Jeremy Vine: Expert slams Christmas COVID-19 restrictions
The Prime Minister is determined to stick to a five-day festive window allowing indoor gatherings for people from three separate households – despite demands for a rethink. He aims to issue a fresh plea to families to keep seasonal meetings to a minimum and set out clear guidance on how to enjoy family celebrations safely.
Opposition politicians including Labour leader Sir Keir Starmer and Scottish First Minister Nicola Sturgeon pressed for an urgent review of the UK-wide Christmas plan following the latest surge in Covid infections.
And two leading medical journals branded the Christmas break a “rash decision” that could “cost many lives”.
But a Government source said: “I don’t think the rules are going to change. The three-household bubble rule over five days are very much likely to remain in place.
“It may be that we clear up the advice to people to give them more information about how to have a safe Christmas.”
Mr Johnson is understood to be set against asking families to rip up already-made plans for Christmas with just days to go.
Whitehall insiders fear scrapping the rules will lead to widespread flouting of the tier system. It comes as daily figures showed a further 506 people had died from Covid-19, bringing the UK total to 64,908.
British Prime Minister Boris Johnson
Alarm about spiralling numbers of infections and the emergence of a new, even more virulent Covid strain has escalated since the Christmas plan was announced earlier this month.
Public opinion appeared to be hardening yesterday against the temporary easing of rules.
A YouGov poll found 57 percent of Britons want the current tier restrictions, banning indoor gatherings across most of England, to remain in force at Christmas.
And an Express Online poll found 60 percent of respondents wanted the Prime Minister to cancel his Christmas plan “and stop a third wave” of coronavirus.
Last night, Cabinet Office Minister Michael Gove held a crisis conference call with devolved government leaders to discuss possible tightening of the festive rules. Another call will be held today.
After yesterday’s call a spokeswoman for First Minister of Northern Ireland, Arlene Foster, and her deputy Michelle O’Neill said: “Ministers will discuss the current situation with medical and scientific advisers. It is expected that an update will be brought to the Executive on Thursday.”
Before the call, Ms Sturgeon said: “I do think there is a case for us looking at whether we tighten the flexibilities, both in terms of duration and numbers of people meeting.”
Welsh First Minister Mark Drakeford said the current plans were a “hard-won agreement” that should “not lightly be put aside”. Meanwhile in Downing Street, Mr Johnson told the weekly Cabinet meeting that coronavirus infections were surging in areas such as the South-east of England.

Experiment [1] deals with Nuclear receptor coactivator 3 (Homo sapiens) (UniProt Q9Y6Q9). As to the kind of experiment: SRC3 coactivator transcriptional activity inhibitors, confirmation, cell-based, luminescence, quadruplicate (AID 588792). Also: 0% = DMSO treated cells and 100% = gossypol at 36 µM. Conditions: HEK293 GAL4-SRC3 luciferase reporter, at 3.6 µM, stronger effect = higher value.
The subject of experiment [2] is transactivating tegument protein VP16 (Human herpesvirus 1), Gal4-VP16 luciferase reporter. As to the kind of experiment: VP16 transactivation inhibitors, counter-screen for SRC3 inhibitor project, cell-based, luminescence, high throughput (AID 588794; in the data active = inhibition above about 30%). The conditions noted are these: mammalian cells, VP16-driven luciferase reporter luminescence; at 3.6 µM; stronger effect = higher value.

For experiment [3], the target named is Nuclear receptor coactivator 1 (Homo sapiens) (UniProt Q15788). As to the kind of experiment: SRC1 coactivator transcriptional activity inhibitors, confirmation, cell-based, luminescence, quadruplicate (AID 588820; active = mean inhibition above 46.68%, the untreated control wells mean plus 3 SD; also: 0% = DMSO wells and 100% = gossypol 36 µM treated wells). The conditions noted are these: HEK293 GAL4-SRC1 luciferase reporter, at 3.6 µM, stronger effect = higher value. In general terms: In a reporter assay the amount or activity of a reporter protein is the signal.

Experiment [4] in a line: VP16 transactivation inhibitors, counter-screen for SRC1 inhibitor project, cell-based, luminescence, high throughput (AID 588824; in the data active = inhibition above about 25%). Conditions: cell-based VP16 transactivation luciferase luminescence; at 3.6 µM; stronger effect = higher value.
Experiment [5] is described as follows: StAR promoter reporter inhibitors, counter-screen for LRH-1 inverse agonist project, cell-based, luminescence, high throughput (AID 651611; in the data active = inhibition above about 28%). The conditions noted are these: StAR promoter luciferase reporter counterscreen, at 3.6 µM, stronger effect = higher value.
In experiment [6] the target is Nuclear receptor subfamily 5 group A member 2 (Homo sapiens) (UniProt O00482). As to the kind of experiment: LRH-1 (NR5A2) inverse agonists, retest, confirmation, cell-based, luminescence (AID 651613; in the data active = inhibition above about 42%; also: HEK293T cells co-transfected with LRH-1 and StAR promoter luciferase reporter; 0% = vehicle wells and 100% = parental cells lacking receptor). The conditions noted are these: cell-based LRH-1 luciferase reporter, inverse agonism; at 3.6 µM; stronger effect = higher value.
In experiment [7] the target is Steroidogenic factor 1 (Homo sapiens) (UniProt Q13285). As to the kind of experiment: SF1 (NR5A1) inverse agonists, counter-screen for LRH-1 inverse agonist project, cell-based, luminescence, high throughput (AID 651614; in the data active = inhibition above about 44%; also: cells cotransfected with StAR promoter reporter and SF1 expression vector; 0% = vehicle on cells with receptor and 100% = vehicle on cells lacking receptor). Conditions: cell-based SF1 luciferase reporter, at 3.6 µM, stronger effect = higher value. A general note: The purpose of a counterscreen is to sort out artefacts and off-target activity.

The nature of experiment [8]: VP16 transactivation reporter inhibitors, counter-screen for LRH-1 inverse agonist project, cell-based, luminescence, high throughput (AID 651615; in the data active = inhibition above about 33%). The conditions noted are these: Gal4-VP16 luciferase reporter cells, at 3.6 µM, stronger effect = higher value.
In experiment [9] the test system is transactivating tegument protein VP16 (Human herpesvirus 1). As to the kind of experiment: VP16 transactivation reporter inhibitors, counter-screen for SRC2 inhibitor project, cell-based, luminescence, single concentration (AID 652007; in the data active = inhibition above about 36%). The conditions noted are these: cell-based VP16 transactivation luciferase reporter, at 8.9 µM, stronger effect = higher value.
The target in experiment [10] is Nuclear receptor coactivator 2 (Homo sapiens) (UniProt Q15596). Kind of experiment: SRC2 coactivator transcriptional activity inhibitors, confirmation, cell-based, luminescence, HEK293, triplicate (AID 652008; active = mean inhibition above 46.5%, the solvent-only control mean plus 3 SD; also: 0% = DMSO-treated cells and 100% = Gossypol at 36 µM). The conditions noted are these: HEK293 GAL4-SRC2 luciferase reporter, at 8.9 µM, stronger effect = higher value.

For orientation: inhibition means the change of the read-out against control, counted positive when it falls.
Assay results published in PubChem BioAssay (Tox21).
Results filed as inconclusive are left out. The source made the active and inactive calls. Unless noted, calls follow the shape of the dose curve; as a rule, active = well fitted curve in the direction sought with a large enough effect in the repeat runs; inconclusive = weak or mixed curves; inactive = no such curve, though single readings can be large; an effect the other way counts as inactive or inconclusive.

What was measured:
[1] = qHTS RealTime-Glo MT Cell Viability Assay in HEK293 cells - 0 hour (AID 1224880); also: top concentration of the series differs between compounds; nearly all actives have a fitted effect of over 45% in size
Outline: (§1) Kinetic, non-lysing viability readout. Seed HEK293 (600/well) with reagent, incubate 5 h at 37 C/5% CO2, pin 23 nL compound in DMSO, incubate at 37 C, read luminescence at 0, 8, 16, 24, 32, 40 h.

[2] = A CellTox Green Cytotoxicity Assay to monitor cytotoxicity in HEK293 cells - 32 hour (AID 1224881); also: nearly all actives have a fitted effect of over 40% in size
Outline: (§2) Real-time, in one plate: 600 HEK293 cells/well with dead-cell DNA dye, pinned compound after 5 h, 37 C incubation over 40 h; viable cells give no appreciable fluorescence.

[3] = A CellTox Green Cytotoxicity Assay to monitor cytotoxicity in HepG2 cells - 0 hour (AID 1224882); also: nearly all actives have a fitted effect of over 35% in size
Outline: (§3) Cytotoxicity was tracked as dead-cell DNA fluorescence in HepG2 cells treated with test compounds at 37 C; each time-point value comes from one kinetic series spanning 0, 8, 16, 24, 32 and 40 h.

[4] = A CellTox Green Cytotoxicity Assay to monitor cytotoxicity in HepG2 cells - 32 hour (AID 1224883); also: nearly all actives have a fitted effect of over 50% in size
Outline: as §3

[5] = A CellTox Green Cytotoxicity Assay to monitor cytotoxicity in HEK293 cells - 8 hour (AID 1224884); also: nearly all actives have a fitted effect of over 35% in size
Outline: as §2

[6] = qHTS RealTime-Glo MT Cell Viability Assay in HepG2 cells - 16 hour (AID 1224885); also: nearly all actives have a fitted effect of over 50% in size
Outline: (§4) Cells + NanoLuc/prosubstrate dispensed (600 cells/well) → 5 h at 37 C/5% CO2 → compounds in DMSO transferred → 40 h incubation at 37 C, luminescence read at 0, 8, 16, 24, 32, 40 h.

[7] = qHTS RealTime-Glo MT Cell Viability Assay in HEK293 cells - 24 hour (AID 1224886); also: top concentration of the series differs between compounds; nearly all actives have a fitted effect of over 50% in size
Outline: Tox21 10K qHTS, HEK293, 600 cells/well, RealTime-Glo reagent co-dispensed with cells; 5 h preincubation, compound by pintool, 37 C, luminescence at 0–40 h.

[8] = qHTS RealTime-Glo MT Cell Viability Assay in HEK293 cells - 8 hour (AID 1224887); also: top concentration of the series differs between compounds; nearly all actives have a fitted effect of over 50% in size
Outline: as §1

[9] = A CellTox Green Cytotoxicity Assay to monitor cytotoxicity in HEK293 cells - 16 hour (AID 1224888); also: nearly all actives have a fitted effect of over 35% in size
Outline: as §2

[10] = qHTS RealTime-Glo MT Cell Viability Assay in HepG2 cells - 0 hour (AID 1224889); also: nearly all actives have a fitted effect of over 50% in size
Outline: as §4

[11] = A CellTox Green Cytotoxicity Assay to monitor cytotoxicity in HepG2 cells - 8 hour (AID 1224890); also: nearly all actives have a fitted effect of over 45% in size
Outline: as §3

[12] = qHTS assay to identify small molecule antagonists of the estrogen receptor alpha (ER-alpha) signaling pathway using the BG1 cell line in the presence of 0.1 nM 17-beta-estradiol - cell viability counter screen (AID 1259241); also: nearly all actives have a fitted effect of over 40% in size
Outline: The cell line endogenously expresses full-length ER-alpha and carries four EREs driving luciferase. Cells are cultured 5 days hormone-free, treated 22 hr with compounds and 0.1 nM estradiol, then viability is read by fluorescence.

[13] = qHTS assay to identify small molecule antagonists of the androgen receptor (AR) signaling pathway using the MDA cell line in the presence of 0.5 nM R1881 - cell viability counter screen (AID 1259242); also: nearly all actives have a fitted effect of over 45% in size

He said: “We are now seeing significant rises.”
After the meeting, Mr Johnson’s spokesman said: “Our intention to allow families and friends to meet up over the Christmas period remains.”
Ministers are today due to review regional rules in several more areas following the decision earlier this week to put London and parts of Hertfordshire and Essex under the toughest Tier 3 restrictions.
London has been put under the toughest Tier 3 restrictions
Data from Public Health England shows Covid-19 cases rising in more than three-quarters of all local areas in England.
A total of 246 out of 315 local authority areas – 78 per cent – recorded a weekly increase in rates in the seven days to December 11. They included every London borough.
In North-west England, where rates had been falling, the latest figures show they are up in 25 out of 39 areas.
A joint editorial published by the Health Service Journal and British Medical Journal yesterday urged the Government to scrap the plan.
It said: “Members of the public should mitigate the impact of the third wave by being as careful as possible over the next few months. But many will see the lifting of restrictions over Christmas as permission to drop their guard. The Government was too slow to introduce restrictions in the spring and again in the autumn.
“It should now reverse its rash decision to allow household mixing, and instead extend the tiers over Christmas to bring numbers down in the advance of a likely third wave.
“It should also strengthen the tier structure, which has failed to suppress rates of infection.”
Mr Starmer called for a meeting of the Government’s “Cobra” emergency planning committee to review the Christmas plan.
In a letter to Mr Johnson he wrote: “People want to spend time with their families after this awful year, but the situation has clearly taken a turn for the worse since the decision about Christmas was taken.”
Former health secretary Jeremy Hunt said: “Curiously the economic impact could be worse from taking our foot off the pedal for Christmas if it meant we had to go into another national lockdown.”